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  #1  
Old 11-05-2013, 03:39 PM
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Quick Help needed! Replacing Thermostat 85 300D

I found out why my alternator belts were slipping. The thermostat seal is leaking and coolant must have been getting onto the belts.

I have new belts installed and am ready to go except for this

Do I have to drain the coolant in order to take off the thermostat housing? It seems quite high up, but I don't want to spill - I am working in my garage!

Just waiting for call to see if dealer has a gasket. Otherwise, maybe some permatex would work? Tried tightening bolts and bubbles of AF oozed out of joint!

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Old 11-05-2013, 03:52 PM
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Danger Danger be careful those bolts can break off with little provocation. Then you will be swapping the whole thermostat/water pump housing.

I would definitely get the right gasket and 3 new bolts from dealer.

You will need to let off some of the coolant but not all of it.

Then be careful to properly burp it, you will have introduced a large air bubble in the head.
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  #3  
Old 11-05-2013, 04:15 PM
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The easiest way to lower the coolant level is with the 17mm plug on the turbo side of the engine. You can get at it through the wheel well.

For the tstat, tap around the bolts and use penetrating oil When you reinstall use fresh bolts and chase the threads with a tap.
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  #4  
Old 11-05-2013, 04:42 PM
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OK Thanks - Good Tips!

I decided to get a new thermostat kit from dealer. $38! But at least I can pick it op here. Napa and others may have had one, but not worth the effort to shop around. Most of them freeze as soon as I say Mercedes!

I didn't order the bolts. Mine may be OK (not been in there that long since engine rebuild) but if not I imagine they are standard metric machine screws? Maybe I should use stainless?

Thermostat will be here tomorrow. Gives me a chance to start dismantling and draining.
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Old 11-05-2013, 04:45 PM
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If you use either stainless or steel bolts I would recommend the use of some anti-seize when reassembling. Makes life a lot easier if you ever need to do this again.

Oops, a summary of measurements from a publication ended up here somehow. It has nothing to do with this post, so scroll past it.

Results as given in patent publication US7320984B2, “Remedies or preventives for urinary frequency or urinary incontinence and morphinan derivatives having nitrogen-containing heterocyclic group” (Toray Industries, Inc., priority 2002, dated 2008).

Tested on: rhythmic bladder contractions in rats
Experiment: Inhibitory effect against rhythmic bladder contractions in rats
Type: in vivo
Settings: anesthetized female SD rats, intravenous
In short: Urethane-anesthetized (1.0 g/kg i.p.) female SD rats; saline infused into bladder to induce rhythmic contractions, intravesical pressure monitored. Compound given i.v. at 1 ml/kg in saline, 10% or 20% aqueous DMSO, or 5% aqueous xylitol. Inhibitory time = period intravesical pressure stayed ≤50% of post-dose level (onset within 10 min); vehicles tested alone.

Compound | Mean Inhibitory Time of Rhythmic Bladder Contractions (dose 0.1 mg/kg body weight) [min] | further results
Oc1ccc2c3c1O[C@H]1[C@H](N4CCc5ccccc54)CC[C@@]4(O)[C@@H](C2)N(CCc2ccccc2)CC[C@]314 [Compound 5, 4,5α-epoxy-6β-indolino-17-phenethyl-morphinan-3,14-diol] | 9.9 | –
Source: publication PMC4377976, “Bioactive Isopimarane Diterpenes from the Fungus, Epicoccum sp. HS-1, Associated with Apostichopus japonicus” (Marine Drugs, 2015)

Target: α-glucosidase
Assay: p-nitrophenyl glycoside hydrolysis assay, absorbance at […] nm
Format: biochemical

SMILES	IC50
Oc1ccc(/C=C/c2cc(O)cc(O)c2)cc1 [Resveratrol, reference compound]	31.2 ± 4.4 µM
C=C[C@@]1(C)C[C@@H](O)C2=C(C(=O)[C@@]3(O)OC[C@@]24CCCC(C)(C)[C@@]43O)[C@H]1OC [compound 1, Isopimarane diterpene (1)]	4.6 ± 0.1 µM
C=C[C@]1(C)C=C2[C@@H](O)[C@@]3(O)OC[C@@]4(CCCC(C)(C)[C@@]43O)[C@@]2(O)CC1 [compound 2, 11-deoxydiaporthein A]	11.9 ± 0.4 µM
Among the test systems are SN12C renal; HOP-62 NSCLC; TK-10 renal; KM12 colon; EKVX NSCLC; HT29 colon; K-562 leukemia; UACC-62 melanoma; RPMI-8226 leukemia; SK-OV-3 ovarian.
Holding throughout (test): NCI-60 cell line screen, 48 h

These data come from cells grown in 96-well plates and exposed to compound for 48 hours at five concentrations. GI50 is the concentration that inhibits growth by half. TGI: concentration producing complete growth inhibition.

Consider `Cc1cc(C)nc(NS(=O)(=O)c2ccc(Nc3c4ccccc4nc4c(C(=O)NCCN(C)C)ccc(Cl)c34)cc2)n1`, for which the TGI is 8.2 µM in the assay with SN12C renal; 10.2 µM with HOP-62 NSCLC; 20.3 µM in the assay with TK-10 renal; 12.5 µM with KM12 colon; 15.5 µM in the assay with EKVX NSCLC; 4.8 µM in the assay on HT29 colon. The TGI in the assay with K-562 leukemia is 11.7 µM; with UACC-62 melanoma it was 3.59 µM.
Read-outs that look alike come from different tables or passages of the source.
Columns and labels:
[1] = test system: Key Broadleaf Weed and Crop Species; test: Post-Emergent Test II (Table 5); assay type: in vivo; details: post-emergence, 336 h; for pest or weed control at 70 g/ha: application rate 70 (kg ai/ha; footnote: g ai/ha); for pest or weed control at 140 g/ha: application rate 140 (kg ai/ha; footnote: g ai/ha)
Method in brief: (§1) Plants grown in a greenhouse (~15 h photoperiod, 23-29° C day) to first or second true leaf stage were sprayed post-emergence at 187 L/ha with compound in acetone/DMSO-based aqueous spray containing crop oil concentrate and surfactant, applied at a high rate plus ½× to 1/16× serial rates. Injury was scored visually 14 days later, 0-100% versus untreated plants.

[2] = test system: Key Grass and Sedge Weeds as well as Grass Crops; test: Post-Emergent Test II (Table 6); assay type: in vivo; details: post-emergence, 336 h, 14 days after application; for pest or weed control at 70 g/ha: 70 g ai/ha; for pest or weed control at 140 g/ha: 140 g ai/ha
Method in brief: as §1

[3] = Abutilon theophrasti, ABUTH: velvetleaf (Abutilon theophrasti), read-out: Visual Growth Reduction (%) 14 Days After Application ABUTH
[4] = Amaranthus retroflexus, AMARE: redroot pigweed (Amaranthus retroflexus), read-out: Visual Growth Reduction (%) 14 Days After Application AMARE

Last edited by BWhitmore; 11-05-2013 at 05:26 PM.
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  #6  
Old 11-05-2013, 05:25 PM
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Quote:
Originally Posted by Graham View Post
OK Thanks - Good Tips!

I decided to get a new thermostat kit from dealer. $38! But at least I can pick it op here. Napa and others may have had one, but not worth the effort to shop around. Most of them freeze as soon as I say Mercedes!

I didn't order the bolts. Mine may be OK (not been in there that long since engine rebuild) but if not I imagine they are standard metric machine screws? Maybe I should use stainless?

Thermostat will be here tomorrow. Gives me a chance to start dismantling and draining.
I used regular old ace hardware bolts. IIRC they are M6x1, which is common.
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  #7  
Old 11-05-2013, 05:46 PM
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I checked and I think found the block drain. But seeing I am doing this in garage, I doubt I could get the AF to go into a container from there - too many things to splash on! I found the rad drain plug. Haven't loosened it yet. Looks in good shape and doesn't seem to have been used before. I think I will try using it, just because its a better point to drain into a pan from.

Started engine and squealing noise I had before has gone! I got to reacquaint myself with the belt adjustments! Need quite a selection of wrenches and sockets to get at the bolts!
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Old 11-05-2013, 07:23 PM
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Ratcheting wrenches are soooo nice
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  #9  
Old 11-05-2013, 09:39 PM
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yeah... if spillage avoidance is your goal DO NOT PULL THE BLOCK DRAIN! only pull that if you want EVERY DROP OF COOLANT OUT OF THE MOTOR! I'd just open the radiator drain, and drain the radiator itself, not the entire block. (unless of course, you are wanting to perform a full engine flush)